Two district councils in Oxfordshire have agreed to back the county's plans for the creation of a single unitary council, potentially saving up to £100m.
The leaders of South Oxfordshire and Vale of White Horse councils have agreed to work together with Oxfordshire County Council on a joint bid to Government to create a unitary council.
Announcing the decision today, the council chiefs said reduced Government funding and the urgent need for capital investment had made a transformation of local government in the area necessary.
The decision has come after months of disagreements over the nature of future reforms.
The district councils argued there was a strong case for a district unitary and combined authority solution, whereas Oxfordshire insisted a district-based, unitary council was better.
Two independent studies by Grant Thornton and PwC both concluded a unitary arrangement and increasingly joined up services would save £100m over the first five years.
‘Two weeks after publishing our draft proposal, I am pleased that three of the six councils are now working together to create a brand new council for Oxfordshire that really will be the best of both worlds - lower cost and more local,’ said Oxfordshire CC leader Cllr Ian Hudspeth.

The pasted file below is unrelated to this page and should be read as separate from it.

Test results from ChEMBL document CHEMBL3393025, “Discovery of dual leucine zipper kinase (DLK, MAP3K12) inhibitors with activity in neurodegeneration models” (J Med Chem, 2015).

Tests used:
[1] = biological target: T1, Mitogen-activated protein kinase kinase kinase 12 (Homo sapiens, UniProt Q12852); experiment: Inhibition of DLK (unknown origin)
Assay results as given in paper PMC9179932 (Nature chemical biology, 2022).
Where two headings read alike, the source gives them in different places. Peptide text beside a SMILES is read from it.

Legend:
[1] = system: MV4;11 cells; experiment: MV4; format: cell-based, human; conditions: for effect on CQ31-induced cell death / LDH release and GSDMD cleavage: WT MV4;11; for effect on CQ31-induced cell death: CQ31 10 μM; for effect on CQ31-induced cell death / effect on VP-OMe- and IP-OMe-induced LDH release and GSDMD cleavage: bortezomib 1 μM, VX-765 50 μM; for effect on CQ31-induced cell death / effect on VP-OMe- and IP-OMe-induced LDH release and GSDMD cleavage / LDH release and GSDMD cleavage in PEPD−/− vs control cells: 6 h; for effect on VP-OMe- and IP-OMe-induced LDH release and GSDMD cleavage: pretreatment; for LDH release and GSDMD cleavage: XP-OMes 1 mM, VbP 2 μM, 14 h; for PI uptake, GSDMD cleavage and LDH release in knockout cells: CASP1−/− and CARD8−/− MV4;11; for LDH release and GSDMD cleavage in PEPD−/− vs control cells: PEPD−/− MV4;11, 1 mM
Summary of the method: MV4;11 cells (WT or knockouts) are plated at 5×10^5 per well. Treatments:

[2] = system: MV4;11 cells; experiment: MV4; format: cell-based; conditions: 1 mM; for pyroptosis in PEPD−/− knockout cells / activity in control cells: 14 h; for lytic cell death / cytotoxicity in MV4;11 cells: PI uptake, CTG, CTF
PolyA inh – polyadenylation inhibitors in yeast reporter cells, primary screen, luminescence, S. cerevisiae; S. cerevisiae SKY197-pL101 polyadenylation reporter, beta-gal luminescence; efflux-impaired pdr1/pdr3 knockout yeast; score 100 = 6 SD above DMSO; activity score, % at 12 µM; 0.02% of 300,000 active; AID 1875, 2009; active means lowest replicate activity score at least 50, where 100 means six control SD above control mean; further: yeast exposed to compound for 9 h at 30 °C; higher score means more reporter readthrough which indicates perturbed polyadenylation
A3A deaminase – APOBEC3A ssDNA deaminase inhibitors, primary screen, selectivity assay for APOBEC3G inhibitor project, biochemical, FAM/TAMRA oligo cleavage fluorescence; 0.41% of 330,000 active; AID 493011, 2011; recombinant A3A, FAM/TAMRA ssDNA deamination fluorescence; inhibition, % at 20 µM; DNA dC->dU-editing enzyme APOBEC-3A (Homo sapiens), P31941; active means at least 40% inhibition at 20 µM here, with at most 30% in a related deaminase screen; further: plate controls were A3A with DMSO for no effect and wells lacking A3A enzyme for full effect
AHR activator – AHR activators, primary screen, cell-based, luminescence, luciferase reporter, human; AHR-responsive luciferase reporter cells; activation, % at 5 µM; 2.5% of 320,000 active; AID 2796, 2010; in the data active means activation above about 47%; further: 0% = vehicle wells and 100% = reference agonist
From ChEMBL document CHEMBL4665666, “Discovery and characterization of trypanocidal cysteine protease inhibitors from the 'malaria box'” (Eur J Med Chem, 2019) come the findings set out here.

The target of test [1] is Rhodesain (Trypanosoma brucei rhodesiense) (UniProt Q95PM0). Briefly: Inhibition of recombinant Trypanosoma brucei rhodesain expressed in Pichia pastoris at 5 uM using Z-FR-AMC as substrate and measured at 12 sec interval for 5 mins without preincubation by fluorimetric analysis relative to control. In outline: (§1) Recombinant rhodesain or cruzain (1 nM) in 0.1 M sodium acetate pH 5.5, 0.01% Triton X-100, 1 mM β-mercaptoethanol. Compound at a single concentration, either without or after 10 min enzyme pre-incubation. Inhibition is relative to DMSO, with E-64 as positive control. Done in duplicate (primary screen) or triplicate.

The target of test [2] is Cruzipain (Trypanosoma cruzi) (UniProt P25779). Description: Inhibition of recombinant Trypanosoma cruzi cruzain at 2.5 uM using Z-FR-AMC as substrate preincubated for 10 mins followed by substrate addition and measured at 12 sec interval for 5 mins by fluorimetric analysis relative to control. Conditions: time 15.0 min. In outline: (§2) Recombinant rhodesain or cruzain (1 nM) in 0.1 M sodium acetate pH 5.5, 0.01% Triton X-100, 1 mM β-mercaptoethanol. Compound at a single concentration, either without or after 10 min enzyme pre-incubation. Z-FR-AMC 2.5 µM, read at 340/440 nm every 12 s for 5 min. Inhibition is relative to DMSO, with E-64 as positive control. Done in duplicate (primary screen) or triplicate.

‘I hope that other districts and city councils will join us to get the best out of the new council for their areas.
‘Most of all we now want to hear what residents think. Once people find out more, I think they will see that one unitary council offers the best way to protect services from future cuts and get the investment in roads and infrastructure that Oxfordshire urgently needs.’
Cllr Matthew Barber, leader of Vale of White Horse District Council said: ‘I believe that by working together we can truly transform the way we deliver our services to the people of Oxfordshire for the better.
‘The Vale of White Horse District Council will play an important role in developing the final joint proposals for a unitary council ensuring they have a strong local influence and impact and offer our communities value for money.’